An investigation of the factors that negatively affect the success of judicial management as a corporate rescue strategy in Zimbabwe
Mupini, Tawanda Collins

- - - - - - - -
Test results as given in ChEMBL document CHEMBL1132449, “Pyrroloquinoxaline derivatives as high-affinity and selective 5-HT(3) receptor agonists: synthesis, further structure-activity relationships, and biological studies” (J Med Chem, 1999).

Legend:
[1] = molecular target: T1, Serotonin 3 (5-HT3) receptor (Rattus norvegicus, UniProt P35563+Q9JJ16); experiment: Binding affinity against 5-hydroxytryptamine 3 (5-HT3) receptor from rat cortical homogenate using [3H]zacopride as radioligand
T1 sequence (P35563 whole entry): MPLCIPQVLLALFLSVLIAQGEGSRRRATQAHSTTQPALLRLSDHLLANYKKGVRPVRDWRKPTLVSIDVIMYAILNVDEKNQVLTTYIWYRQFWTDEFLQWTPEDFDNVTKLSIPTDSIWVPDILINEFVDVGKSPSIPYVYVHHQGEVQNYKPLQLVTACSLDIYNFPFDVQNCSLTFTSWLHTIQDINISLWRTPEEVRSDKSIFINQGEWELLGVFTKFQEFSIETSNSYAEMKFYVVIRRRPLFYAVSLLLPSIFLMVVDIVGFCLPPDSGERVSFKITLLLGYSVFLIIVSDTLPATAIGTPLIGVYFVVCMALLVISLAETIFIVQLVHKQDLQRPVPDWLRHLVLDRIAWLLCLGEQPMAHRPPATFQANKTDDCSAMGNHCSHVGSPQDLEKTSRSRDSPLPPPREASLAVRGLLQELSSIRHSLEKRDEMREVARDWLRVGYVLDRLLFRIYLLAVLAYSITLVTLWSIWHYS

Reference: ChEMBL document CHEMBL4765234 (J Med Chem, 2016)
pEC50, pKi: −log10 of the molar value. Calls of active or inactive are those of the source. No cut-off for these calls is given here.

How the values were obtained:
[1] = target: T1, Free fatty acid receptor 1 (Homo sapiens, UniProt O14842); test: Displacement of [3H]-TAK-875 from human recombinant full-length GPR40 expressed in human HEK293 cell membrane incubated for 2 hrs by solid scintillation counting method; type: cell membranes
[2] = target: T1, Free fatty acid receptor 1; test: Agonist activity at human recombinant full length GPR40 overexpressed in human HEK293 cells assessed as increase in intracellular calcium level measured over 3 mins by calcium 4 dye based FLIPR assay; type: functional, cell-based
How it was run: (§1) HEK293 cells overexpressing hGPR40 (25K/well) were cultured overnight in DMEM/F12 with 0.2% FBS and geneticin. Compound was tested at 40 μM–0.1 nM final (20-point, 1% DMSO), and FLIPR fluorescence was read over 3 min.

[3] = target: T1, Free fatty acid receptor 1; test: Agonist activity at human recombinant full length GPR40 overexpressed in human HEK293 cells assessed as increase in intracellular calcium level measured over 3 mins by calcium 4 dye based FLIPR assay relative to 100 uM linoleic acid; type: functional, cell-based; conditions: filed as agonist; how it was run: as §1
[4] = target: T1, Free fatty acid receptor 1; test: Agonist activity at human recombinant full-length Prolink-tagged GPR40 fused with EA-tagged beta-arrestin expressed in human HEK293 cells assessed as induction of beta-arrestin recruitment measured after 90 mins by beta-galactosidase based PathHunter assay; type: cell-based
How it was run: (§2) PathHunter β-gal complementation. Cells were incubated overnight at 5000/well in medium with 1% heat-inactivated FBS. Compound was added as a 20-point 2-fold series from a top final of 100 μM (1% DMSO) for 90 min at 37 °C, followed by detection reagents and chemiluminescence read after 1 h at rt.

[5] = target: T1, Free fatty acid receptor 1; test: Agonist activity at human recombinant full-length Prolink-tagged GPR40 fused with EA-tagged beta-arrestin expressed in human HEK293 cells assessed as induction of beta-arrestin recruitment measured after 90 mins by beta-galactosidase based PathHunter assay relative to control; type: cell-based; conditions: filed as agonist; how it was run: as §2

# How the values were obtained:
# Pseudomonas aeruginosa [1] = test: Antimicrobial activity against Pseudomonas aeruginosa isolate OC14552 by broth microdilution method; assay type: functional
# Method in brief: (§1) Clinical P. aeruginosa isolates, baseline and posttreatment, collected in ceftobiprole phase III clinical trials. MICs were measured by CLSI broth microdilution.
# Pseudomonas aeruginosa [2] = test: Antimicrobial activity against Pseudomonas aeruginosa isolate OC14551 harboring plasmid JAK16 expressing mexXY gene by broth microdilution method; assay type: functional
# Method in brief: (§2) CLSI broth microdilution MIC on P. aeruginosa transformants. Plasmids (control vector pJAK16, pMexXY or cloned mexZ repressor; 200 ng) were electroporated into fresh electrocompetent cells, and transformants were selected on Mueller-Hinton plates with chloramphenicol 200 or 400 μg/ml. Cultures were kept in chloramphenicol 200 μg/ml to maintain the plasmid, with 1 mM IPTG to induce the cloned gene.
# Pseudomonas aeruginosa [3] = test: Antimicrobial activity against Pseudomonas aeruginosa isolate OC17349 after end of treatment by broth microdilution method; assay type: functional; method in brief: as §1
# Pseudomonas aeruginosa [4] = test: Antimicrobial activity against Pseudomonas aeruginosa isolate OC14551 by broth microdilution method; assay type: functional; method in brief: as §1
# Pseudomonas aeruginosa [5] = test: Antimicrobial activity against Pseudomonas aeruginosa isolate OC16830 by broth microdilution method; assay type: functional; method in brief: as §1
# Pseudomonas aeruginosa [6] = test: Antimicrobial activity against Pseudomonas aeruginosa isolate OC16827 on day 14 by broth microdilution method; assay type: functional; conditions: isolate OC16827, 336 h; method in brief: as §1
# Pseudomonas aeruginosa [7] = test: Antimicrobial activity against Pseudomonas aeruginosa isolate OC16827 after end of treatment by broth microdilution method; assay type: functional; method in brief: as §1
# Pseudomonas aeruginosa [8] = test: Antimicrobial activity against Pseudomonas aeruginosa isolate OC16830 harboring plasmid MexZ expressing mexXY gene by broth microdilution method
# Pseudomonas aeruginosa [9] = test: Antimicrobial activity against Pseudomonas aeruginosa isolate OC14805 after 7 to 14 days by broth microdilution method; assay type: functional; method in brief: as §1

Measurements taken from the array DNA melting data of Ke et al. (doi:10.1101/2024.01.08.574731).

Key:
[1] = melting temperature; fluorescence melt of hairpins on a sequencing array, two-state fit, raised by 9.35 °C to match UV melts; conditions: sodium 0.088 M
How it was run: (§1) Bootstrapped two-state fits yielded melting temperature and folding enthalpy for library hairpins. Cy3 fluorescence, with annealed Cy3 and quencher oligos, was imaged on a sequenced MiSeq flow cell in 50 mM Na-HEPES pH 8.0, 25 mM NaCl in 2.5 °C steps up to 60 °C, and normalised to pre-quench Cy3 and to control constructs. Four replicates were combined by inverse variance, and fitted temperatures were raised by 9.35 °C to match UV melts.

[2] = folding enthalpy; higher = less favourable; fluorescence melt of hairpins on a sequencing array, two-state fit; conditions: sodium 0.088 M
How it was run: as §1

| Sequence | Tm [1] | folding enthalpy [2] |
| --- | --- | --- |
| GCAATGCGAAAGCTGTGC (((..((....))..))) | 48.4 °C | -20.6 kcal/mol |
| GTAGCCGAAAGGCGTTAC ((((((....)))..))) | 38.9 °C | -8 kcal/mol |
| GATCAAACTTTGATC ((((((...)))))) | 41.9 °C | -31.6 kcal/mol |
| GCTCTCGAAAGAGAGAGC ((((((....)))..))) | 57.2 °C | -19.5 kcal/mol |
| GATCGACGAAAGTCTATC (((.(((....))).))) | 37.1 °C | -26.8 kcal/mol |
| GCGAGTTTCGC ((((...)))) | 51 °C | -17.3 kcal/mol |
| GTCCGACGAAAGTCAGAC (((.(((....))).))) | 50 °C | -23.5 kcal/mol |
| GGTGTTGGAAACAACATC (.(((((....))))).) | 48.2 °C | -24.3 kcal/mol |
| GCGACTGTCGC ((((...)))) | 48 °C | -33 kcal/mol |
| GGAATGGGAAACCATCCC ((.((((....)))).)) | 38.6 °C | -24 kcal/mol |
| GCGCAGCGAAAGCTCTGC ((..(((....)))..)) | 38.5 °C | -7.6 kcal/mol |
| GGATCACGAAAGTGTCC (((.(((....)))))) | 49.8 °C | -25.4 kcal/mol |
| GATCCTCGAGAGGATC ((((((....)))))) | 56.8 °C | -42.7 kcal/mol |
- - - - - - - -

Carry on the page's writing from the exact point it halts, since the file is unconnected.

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The continual survival of companies as going concerns is vital to every country and failure of these companies has far reaching consequences that go beyond the owners and creditors of the companies. It also affects the community at large. Corporate rescue mechanisms have been put in place in different countries to try and ensure the continual existence of companies. In Zimbabwe there is Judicial Management [JM], the corporate rescue mechanism that has been incorporated into the Companies Act [24:03]. However, since dollarisation, the number of JM attempts that have failed is disconcerting, with more and more distressed companies finding themselves ushered into liquidation. This has called for an investigation into the factors why JM attempts have flopped, with an intention of addressing these to make the procedure sounder. This paper attempted to identify the factors that have hindered successful implementation of JM and possibly propose counter measures or remedies to these negative factors. The research started from a proposition that the costs of JM, choice and make up of JM practitioners, regulation and monitoring of JM practitioners, macroeconomic failure to access capital had the biggest influence on the performance of JM as a corporate rescue strategy in Zimbabwe. A qualitative exploratory and inductive research was carried out and in-depth interviews used to collect data, which was then analysed through the content approach method. Multiple factors were discovered through the research findings for the failure of JM, within ability to access capital and the incompetence of the JM practitioners cited as the major reasons for the failure. Several other factors revealed from the research were misaligned legal framework, interference by shareholders, the role of the directors, poor timing for initiating the JM attempts, poor regulation and monitoring of the JM industry, unethical conduct by the JM practitioners, the heavy workload of the JM practitioners, role of the creditors, lenience towards creditors’ plight and inadequate provisions for JM. All the factors identified more than validated the research proposal but went on further to provide other factors that were critical to the success of JM. It was concluded that indeed, since dollarisation, JM had failed as a corporate rescue strategy and several recommendations were made to enhance the JM procedure and recommendations for further study were also provided.